How do we lead those we love and care for to experience the love of God the Father? First, we proclaim God the Father’s plan to send his only Son to us, and to sacrifice him on the cross for sinners like you and me. Scripture is clear: the love of God the Father for sinners is supremely demonstrated on the cross.
In fact, the Father’s love cannot be understood apart from the cross. John writes, “For God so loved the world, that he gave his only Son” (John 3:16). Later he writes, “In this the love of God was made manifest among us, that God sent his only Son into the world” (1 John 4:9). Paul adds to the chorus: “God shows his love for us in that while we were still sinners, Christ died for us” (Rom. 5:8).
The Father’s love for sinners like you and me was the divine motivation for the cross. As John Stott writes:
It cannot be emphasized too strongly that God’s love is the source, not the consequence, of the atonement. . . . God does not love us because Christ died for us; Christ died for us because God loved us. If it is God’s wrath which needed to be propitiated, it is God’s love which did the propitiating.¹
Dr. Stott offers serious wisdom here to those committed to preaching faithfully on the topic of God’s wrath. Our sermons and our songs must not neglect the holiness and the wrath of God. We must not soften these topics or apologize for preaching them. But we must never teach about God’s holiness and wrath in isolation from his love.
One reason we cannot separate God’s wrath from his love is simple: they are joined at the cross. We must never leave the impression that it was the loving Son who placated the angry Father. Rather it was the Father’s love—his love for sinners who richly deserved his righteous wrath—that moved him to sacrifice his only Son as our substitute. At the cross, the Father both satisfies his wrath and displays his love for sinners. Pastors, we must remind those we care for that before the cross and behind the cross and through the cross, the love of the Father is revealed. If we do this well, their contemplation of the cross will bring a fresh experience of the personal and passionate love of the Father toward them.
Sinclair Ferguson says this well:
When we think of Christ dying on the cross we are shown the lengths to which God’s love goes in order to win us back to himself. We would almost think that God loved us more than he loves his Son! We cannot measure such love by any other standard. He is saying to us: I love you this much. . . . The cross is the heart of the gospel. It makes the gospel good news: Christ has died for us. He has stood in our place before God’s judgment seat. He has borne our sins. God has done something on the cross which we could never do for ourselves. But God does something to us as well as for us through the cross. He persuades us that he loves us.²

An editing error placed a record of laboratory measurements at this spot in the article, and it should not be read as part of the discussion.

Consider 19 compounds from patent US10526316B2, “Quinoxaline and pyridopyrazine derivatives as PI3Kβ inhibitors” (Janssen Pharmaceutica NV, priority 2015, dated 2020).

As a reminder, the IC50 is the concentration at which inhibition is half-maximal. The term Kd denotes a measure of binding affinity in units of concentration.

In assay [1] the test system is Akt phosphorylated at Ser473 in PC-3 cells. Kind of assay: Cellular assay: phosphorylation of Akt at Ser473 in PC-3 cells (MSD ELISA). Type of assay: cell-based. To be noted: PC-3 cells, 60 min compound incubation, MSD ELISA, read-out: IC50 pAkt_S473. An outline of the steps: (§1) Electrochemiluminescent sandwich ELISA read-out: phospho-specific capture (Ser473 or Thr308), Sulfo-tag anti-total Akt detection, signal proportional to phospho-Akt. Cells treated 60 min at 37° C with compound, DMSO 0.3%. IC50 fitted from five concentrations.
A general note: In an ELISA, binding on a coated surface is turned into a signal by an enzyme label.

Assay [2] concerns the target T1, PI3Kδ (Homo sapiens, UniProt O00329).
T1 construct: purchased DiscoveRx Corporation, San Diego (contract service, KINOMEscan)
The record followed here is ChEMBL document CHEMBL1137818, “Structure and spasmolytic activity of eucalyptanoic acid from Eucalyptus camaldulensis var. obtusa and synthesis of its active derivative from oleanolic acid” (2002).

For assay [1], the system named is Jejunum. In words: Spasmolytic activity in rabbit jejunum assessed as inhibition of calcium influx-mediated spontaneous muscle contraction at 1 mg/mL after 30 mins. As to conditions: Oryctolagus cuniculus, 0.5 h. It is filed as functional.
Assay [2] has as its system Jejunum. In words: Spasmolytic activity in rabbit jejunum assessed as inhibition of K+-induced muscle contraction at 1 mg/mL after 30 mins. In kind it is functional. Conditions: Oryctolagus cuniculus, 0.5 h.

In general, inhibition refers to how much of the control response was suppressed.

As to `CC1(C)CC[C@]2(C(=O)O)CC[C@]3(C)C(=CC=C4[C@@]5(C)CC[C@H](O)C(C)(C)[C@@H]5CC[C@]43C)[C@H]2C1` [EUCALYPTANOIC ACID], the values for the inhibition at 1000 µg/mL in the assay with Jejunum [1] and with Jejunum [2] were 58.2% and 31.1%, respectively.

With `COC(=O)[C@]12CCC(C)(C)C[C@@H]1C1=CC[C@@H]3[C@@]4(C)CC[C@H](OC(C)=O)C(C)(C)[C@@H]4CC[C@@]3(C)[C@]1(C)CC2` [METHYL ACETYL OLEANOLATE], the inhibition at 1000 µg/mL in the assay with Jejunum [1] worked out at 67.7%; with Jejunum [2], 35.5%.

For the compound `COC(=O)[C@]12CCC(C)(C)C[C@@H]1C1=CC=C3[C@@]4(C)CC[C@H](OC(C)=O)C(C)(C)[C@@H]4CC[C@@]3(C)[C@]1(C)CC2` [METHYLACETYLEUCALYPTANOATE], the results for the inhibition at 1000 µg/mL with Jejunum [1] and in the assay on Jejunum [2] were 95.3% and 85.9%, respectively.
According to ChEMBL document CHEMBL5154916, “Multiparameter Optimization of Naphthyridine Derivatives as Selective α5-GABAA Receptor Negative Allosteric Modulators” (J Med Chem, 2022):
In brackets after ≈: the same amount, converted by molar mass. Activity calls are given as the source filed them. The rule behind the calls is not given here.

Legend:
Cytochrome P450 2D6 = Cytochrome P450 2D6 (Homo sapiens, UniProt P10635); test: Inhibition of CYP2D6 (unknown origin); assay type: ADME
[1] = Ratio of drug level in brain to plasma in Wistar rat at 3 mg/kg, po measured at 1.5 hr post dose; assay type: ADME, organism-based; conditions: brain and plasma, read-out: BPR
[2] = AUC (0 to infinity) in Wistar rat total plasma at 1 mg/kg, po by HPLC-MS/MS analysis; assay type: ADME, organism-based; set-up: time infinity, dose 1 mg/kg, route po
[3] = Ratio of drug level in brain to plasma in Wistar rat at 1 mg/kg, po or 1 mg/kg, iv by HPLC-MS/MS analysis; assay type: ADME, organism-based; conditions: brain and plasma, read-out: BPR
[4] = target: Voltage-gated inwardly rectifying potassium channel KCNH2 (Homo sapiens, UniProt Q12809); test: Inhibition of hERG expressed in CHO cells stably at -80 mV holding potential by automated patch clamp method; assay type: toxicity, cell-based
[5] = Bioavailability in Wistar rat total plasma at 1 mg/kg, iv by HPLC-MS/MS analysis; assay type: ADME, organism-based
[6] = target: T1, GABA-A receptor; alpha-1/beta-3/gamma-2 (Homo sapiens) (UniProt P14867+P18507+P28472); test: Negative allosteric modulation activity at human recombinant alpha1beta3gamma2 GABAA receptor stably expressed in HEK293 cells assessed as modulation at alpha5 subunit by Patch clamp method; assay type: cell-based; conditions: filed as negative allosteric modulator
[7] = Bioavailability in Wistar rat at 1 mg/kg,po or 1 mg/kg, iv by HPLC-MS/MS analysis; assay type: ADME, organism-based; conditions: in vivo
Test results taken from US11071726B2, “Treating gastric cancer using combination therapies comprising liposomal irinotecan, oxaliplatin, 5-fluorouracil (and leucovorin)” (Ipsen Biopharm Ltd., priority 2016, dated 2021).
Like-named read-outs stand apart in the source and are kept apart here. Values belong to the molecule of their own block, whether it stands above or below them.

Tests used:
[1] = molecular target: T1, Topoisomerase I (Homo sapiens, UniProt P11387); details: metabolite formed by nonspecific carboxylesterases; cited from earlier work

Is that what your church thinks? Have you ever preached so clearly about the Father’s love as revealed in the cross that your church wondered if God loved them more than he loves his Son?
The cross convinces us of the Father’s love because it is here that the voice of the Father says to us:
I will crush my Son under the full fury of my righteous wrath for you. In the Garden of Gethsemane, my Son will cry out for this bitter cup to pass from him. And I will remain silent. Why? Because I love you that much.
And when my Son utters that shriek on the cross, unlike any other protest in all of history, “My God, my God, why have you forsaken me?” I will again remain silent. Why? To convince you that I love you.
Behold the supreme demonstration of my love—the cross—the death of my Son. What more can I say? What else do you require to be convinced of my love for you?
Behind the death of the Son for us stands the love of a Father toward us. And there is no more effective way to persuade your church of God the Father’s love than to remind them of the cross, the supreme demonstration of the Father’s personal love for them.
This post is part of an 11-part series, The Pastor and the Trinity, excerpted from the chapter “The Pastor and the Trinity” in For the Fame of God’s Name: Essays in Honor of John Piper edited by Sam Storms and Justin Taylor, ©2010. Used by permission of Crossway.